Amit Bhojwani is the current Chairman/CEO of Sam Pharmaceutical Limited (Sam Pharm). At only 37 years old, he is reigniting the vision of the company founded by his father, the late Mr Shyam Bhojwani about 50 years ago, with a determination to take it to even greater heights. In this interview with RANMILOWO OJALUMO, the graduate of Kings College, London, recounts the company’s success story, so far, as well as the vision for the years ahead. He also dissects some pertinent issues within the Nigerian pharmaceutical industry. Excerpts:
Briefly share with us your journey to becoming CEO
Nigeria has always been my home. Though I was born in India, I was brought to Lagos when I was two months old. After graduating from Kings College, London, I returned to Nigeria in 2007 to join the family business. I started working in one of the group’s companies -Trisa Nigeria Ltd – an industrial packaging manufacturer.
I initially joined the company as a new business development manager and I worked in that capacity for well over 14 years. Through dedication and hard work over the years, I eventually became the managing director of the company. However, in 2019, my father, Mr Shyam Bhojwani, passed on. His death was followed by the sudden loss of the previous managing director at Sam Pharmaceutical.
These two developments created a vacuum at the parent company that needed my urgent intervention. That was how I became the CEO of Sam Pharmaceutical Limited and that is the journey so far.
Tell us a bit about your experience in Nigeria.
My experience in Nigeria has defined me as a person, as I genuinely believe there is something in the water here in Nigeria that makes everyone an entrepreneur. This inner desire to sell something or create a product has been a part of me since I was a child. I see this same energy all around Nigeria, as almost everyone here has a side hustle, be it selling phone cards or angel investment in start-ups.
What was your first major experience as an entrepreneur?
The first real money I made was during boarding school when I would take cartons of noodles from Lagos, and sell them to my friends for one Pound per pack. In those days, it was over 400 percent return on my investment.
What is your company’s vision for Nigeria?
Our vision is for Nigeria to be a self-reliant producer of all its healthcare needs, from drugs to world-class hospitals. We aim to continue our role in providing that independence from importation, through our continued investments in new World Health Organisation (WHO) compliant facilities.
Our focus is now on the retail sector. We will be a household name within the next five years, with, at least, three leading brands in the OTC segment.
As a CEO, running a pharmaceutical company in Nigeria, what are the challenges you have encountered?
The biggest challenge we all face in the pharma sector is that we are an ethical sector; hence we do not have the flexibility that some other industries may have in an inflationary market. We have to maintain our standards, despite rising input costs.
How do you deal with this and other challenges?
We conquered challenges by expanding our commitment to quality and by educating our customers on our decades of manufacturing high-quality efficacious drugs through aggressive campaigns. We have a responsibility to uphold our 50-year legacy, and cannot afford to tarnish our reputation.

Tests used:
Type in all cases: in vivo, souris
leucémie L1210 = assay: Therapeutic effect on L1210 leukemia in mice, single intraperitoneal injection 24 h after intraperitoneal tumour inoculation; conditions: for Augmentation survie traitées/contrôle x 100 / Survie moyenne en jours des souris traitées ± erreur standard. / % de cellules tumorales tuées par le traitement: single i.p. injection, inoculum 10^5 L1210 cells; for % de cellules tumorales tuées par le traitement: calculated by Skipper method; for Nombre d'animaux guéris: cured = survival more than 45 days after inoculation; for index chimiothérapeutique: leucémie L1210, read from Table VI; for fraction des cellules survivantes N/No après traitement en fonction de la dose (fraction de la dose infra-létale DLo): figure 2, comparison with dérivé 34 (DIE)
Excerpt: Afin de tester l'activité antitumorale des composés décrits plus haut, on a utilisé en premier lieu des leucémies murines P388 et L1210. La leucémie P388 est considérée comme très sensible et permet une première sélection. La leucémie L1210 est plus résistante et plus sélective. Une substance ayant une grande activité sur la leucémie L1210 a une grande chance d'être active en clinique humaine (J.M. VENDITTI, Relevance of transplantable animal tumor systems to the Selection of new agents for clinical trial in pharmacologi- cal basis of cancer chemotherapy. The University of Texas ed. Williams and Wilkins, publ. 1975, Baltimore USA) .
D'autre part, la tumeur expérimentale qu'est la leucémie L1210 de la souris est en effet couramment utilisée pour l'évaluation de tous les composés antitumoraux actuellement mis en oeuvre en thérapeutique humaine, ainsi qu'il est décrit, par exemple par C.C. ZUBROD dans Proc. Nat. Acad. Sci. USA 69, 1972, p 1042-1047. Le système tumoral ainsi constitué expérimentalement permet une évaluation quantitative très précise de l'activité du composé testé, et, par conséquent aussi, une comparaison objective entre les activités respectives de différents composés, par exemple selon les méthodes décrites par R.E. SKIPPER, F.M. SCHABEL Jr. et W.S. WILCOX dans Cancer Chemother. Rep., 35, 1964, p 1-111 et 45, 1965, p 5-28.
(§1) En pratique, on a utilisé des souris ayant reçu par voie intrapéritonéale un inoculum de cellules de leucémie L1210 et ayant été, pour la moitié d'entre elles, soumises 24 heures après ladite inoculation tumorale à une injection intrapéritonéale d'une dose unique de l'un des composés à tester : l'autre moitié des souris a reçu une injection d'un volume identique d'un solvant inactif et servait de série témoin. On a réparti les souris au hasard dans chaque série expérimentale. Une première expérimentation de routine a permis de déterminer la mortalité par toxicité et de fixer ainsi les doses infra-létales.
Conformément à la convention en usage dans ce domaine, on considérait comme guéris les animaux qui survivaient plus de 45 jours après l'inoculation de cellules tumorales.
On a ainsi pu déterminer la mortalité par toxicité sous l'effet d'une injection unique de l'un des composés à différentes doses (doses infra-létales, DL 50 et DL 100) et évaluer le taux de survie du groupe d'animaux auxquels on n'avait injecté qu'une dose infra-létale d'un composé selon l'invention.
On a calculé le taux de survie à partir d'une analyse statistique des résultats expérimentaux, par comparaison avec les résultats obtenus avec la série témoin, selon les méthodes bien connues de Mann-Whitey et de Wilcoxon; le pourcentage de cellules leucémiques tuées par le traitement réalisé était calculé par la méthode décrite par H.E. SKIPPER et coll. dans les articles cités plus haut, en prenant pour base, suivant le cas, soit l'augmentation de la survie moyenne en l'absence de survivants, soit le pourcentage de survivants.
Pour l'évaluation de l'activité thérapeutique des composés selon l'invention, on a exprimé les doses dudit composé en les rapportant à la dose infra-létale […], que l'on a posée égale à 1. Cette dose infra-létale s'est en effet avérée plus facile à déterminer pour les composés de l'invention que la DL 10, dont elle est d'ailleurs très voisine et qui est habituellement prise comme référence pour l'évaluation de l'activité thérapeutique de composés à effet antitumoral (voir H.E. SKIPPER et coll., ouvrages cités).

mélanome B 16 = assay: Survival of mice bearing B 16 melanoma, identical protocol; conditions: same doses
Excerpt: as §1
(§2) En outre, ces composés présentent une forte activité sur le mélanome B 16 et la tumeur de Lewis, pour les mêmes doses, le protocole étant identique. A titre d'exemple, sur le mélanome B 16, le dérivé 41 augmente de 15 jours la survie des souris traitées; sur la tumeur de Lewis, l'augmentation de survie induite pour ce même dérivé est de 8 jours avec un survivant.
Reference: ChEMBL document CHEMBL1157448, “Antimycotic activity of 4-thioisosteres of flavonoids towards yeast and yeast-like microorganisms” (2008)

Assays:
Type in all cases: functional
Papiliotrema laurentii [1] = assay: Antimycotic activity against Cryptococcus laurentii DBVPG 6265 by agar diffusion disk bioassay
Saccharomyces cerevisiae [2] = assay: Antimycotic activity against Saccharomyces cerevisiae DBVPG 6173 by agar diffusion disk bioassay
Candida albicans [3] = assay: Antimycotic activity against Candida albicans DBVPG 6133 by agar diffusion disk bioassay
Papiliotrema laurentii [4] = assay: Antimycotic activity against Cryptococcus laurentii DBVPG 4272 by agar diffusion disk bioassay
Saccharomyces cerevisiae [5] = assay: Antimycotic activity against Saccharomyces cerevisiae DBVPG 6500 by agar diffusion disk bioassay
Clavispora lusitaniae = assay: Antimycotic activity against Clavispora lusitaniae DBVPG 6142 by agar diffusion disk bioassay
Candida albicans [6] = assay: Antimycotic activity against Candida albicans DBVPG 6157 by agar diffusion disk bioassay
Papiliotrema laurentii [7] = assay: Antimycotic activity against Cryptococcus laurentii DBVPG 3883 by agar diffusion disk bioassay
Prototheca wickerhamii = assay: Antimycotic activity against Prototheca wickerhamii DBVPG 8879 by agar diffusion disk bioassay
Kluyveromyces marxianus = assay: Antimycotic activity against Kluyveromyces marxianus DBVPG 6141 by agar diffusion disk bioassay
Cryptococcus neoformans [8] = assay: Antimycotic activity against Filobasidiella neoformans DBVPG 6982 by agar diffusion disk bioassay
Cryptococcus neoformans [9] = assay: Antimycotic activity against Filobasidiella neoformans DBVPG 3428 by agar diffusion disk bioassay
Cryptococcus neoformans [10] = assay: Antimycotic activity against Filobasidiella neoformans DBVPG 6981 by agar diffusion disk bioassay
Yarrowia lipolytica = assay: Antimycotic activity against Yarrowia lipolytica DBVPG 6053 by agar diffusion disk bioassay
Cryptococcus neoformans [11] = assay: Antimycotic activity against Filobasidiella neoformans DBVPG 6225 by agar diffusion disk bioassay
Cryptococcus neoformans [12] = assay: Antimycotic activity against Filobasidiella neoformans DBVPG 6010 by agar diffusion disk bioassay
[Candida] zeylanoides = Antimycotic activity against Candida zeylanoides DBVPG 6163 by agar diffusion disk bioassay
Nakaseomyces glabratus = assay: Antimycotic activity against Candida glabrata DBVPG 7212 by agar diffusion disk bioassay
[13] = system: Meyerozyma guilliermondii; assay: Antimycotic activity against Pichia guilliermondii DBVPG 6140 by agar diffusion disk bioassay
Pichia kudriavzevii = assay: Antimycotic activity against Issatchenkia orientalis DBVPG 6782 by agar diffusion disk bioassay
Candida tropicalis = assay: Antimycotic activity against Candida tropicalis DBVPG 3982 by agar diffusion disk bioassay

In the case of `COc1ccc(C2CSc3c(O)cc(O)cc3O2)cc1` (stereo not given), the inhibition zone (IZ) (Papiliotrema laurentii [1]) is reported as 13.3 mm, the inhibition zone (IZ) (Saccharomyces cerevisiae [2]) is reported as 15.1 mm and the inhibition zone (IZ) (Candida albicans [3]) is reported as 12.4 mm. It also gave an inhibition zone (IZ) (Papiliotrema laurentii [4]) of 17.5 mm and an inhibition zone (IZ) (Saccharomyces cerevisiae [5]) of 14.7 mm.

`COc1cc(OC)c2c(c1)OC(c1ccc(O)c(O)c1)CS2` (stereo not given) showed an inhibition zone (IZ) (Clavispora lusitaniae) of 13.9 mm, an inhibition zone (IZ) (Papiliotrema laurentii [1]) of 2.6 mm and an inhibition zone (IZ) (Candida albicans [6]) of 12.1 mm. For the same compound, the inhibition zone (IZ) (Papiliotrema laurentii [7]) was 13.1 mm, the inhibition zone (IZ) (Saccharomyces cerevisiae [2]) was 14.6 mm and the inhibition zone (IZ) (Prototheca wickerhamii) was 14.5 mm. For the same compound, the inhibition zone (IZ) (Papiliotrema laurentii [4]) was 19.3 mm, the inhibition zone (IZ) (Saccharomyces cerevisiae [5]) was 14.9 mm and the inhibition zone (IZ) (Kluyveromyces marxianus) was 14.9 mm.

Sam Pharm is 50 years old. Can you briefly share with us the success story of the company?
The Success of Sam Pharm boils down to its people. A company is only as strong as its team. We have always encouraged growth within the organization, and we are proud to have most of our senior management serving for over 20 years.
This dedication to the company ensures our goals are met efficiently and in a sustainable manner. We also have the mandate to ensure we provide affordable, authentic, and accessible products.
What is your assessment of the Nigerian business environment?
The current business environment in Nigeria and globally is very volatile. Abnormal inflation rates and the lack of foreign exchange have made planning and forecasting very difficult. However, we have tried to be agile and adopt some new strategies that are showing us some relief. I believe that Nigeria, given its young demography, mineral wealth, and energetic spirit, will come out on top eventually.
What has been your best memory as a CEO thus far?
My best memory so far was addressing our team on our 50th anniversary, with my four-month-old daughter by my side, assuring the staff of continued growth for the next 50 years and beyond.
What do you think the Nigerian government and other stakeholders in the pharma industry should be doing to move the pharmaceutical industry forward?
As we mature as a nation, it is important to recognize that the healthcare and welfare of the people in the country are critical to its growth and success. Policies that support local manufacturing, including fiscal incentives and concessions, will go a long way in increasing our industry’s local production capacity. This, in turn, will give our sector the leverage it needs to be a competitive exporter to other African countries and beyond.
What is Sam Pharma’s message to Nigerians?
Nigerians should invest in themselves, be it in education, personal development, or a new skill set. But, most especially, Nigerians should invest in their health.